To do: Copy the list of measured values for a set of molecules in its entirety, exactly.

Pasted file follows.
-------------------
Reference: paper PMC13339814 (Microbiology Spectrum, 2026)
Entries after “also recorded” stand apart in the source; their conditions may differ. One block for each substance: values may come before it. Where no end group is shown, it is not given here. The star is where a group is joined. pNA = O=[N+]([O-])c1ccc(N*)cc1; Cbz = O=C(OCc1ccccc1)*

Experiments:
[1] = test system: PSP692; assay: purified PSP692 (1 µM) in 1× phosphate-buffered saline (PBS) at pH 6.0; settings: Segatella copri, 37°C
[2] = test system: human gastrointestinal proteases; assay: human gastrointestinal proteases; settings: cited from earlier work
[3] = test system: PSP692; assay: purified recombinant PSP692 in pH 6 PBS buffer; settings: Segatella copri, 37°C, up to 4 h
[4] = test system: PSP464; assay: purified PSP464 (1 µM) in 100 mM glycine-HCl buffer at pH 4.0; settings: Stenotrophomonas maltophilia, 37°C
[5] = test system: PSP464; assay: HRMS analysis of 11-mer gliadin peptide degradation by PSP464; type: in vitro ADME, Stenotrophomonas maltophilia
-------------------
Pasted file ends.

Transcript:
Reference: paper PMC13339814 (Microbiology Spectrum, 2026)
Entries after “also recorded” stand apart in the source; their conditions may differ. One block for each substance: values may come before it. Where no end group is shown, it is not given here. The star is where a group is joined. pNA = O=[N+]([O-])c1ccc(N*)cc1; Cbz = O=C(OCc1ccccc1)*

Experiments:
[1] = test system: PSP692; assay: purified PSP692 (1 µM) in 1× phosphate-buffered saline (PBS) at pH 6.0; settings: Segatella copri, 37°C
[2] = test system: human gastrointestinal proteases; assay: human gastrointestinal proteases; settings: cited from earlier work
[3] = test system: PSP692; assay: purified recombinant PSP692 in pH 6 PBS buffer; settings: Segatella copri, 37°C, up to 4 h
[4] = test system: PSP464; assay: purified PSP464 (1 µM) in 100 mM glycine-HCl buffer at pH 4.0; settings: Stenotrophomonas maltophilia, 37°C
[5] = test system: PSP464; assay: HRMS analysis of 11-mer gliadin peptide degradation by PSP464; type: in vitro ADME, Stenotrophomonas maltophilia